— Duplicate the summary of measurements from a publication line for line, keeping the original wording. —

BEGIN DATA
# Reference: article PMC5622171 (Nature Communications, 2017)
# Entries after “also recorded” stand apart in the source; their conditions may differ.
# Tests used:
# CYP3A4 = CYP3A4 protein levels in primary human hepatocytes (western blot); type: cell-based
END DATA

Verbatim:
# Reference: article PMC5622171 (Nature Communications, 2017)
# Entries after “also recorded” stand apart in the source; their conditions may differ.
# Tests used:
# CYP3A4 = CYP3A4 protein levels in primary human hepatocytes (western blot); type: cell-based